I’m attracted to games with strange names or, at the very least, strangely written names. For instance, ^_^, XIII, Viewtiful Joe, and Big Mutha Truckers 2: Truck Me Harder. Some quick complete transparency though: I’ve never played that last title, but just the sound of it alone, the way it rolls off your tongue and hangs in the air like some glowing, ethereal angel, has me curious. But yeah, if your game’s title is non-traditional and a bit bizarre, then you already have my attention, which is really helpful when sorting through game jam lists, too. And all that is just to slip into talking about BNKR, a point-and-click game by Piter Games not from Philip K. Dick and not from some recent jam, but just out there, waiting for you to devour.
Here’s the deal: the world was once populated by humans, but now only androids roam the bereft towns and buildings, constantly searching for fuel vital for survival. One day, a hatch opens, demanding whatever lies beneath it to be explored. You play as an unnamed–yet numbered–android with a digitalized male voice who goes down the ladder to see if there is anything worth salvaging.
Not counting the first hub area, which is a small, closed off town in the form of an overhead map with a few buildings to explore, most of BNKR is played from first person perspective. Er, I mean…first android perspective. Thank you, thank you. No, please, I’m happy to sign autographs. Anyways, you can click to move from scene to scene or interact with your surroundings and items in the inventory. A changing cursor alerts you if there’s something worth investigating. And that’s it gameplay-wise, which is fine, as it’s very short, though I’ll admit it took me much longer than probably others to complete it as I got stuck on two less-than-clear puzzles. Spoiler: you can find the third piece of mirror glass hidden between a desk’s drawers, as well as the other half of the broken key in a vent near the ceiling out in the main hallway. There, that should help greatly.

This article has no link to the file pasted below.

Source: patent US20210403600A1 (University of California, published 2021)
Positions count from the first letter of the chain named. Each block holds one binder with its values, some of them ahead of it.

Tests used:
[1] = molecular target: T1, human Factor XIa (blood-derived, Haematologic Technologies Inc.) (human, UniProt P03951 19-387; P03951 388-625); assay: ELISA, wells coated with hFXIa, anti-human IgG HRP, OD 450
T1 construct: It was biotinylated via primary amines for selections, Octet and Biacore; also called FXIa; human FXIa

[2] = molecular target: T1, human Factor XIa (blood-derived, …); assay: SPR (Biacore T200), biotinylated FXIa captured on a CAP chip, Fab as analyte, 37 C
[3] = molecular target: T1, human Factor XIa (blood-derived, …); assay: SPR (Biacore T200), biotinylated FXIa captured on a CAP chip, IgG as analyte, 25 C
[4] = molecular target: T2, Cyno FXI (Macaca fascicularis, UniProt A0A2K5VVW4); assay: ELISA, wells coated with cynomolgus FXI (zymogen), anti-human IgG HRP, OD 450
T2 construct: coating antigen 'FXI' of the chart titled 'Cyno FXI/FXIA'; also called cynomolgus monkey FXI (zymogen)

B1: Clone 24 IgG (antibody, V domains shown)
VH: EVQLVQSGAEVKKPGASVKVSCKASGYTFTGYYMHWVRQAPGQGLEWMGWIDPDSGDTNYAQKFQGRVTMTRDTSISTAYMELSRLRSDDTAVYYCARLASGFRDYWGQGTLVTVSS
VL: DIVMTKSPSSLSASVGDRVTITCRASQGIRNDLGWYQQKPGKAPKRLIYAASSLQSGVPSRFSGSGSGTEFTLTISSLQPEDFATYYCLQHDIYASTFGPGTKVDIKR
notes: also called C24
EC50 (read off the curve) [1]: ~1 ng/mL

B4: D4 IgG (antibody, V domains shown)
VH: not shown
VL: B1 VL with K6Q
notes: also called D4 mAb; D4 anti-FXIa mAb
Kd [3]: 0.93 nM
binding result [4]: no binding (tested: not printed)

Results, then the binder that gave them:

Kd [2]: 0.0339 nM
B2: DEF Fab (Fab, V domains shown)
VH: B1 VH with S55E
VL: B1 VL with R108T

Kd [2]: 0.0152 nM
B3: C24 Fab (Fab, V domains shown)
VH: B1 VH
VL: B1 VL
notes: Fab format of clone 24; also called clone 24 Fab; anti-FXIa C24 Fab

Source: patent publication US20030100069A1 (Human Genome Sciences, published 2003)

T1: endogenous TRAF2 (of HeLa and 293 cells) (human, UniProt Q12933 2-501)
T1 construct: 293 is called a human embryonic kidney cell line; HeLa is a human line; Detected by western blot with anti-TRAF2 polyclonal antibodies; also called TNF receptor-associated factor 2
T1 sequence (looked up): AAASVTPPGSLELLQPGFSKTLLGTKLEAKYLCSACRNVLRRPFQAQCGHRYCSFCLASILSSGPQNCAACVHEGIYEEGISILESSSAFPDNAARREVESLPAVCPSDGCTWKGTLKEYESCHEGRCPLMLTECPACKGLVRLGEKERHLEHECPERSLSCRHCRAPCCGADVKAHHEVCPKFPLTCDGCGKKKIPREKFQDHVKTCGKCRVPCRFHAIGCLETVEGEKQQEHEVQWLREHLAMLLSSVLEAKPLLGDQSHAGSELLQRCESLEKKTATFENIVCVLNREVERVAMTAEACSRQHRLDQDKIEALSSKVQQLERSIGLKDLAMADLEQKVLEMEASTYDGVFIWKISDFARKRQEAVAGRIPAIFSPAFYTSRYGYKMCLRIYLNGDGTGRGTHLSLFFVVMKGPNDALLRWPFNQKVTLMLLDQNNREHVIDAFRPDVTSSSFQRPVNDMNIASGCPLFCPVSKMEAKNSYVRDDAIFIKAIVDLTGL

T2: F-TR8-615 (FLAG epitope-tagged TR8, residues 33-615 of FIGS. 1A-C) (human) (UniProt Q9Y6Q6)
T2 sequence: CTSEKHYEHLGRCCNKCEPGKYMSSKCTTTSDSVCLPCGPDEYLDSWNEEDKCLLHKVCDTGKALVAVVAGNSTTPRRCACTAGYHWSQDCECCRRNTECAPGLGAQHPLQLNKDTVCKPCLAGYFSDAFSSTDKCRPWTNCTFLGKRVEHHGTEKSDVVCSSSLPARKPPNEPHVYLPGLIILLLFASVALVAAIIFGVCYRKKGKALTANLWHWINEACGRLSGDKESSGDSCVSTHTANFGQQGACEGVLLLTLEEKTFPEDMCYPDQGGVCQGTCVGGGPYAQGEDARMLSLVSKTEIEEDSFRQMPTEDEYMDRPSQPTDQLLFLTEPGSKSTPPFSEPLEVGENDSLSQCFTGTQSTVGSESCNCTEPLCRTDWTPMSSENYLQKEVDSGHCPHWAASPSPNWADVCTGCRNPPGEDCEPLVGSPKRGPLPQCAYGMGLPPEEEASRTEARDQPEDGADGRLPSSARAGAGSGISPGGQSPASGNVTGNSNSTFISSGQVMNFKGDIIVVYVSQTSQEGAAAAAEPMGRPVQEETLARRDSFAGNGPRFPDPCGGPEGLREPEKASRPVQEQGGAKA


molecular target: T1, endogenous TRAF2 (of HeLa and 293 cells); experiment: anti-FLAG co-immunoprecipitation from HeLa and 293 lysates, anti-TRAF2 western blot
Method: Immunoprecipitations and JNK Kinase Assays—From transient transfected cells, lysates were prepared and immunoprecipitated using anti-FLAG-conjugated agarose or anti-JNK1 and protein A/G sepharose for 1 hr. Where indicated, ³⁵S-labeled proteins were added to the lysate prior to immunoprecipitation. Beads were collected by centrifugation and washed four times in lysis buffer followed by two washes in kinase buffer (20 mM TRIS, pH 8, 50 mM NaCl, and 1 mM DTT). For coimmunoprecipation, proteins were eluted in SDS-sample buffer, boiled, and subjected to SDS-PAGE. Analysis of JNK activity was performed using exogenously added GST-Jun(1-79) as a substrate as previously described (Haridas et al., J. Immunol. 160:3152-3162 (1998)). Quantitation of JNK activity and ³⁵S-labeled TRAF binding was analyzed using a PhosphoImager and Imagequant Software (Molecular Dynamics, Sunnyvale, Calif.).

BNKR is a beautiful, desolate world. Also: very gray. You wouldn’t be wrong to immediately think of Machinarium or Primordia immediately, to compare in looks. There’s some light narration atop some striking artwork, and the voice of the robot you control is both human and not, which only helped draw me in more. It’s a strange combination of familiar and foreign, with the robot’s comments on things like levers and desks and photos of once-living humans little puzzles themselves. You can tell that the robot is a little sad, a little unsure. You can mildly interact with another android at the beginning of the game, but other than that, you’re searching solo; I think more droid-on-droid interaction would have been nice–hey now–as well as some dialogue trees to help fill in story gaps. Other than a couple of really well hidden items, the puzzles are pretty easy to figure out if you keep on clicking, and you can probably breeze through the game in about ten or fifteen minutes.
Alas, BNKR ends right as it just starts getting good plot-wise, and so I’ll have to keep looking for whatever comes from the people at Piter Games, as finding out what’s actually inside that opened hatch is just the tip of the post-apocalyptic iceberg.